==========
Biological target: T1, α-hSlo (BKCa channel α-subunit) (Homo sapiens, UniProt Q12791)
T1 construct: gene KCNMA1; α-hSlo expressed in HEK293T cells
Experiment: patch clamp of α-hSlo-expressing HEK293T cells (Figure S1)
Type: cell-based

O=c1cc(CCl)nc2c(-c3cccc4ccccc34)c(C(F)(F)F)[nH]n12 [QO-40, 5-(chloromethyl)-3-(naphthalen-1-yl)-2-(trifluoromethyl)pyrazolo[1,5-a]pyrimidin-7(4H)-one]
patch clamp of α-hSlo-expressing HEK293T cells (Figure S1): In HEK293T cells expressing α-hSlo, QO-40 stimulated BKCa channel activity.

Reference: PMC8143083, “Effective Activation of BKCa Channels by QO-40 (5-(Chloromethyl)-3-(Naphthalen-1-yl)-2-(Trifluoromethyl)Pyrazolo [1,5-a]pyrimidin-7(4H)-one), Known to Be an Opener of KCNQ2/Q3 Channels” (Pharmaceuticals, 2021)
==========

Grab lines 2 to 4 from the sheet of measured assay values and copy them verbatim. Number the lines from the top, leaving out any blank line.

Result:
T1 construct: gene KCNMA1; α-hSlo expressed in HEK293T cells
Experiment: patch clamp of α-hSlo-expressing HEK293T cells (Figure S1)
Type: cell-based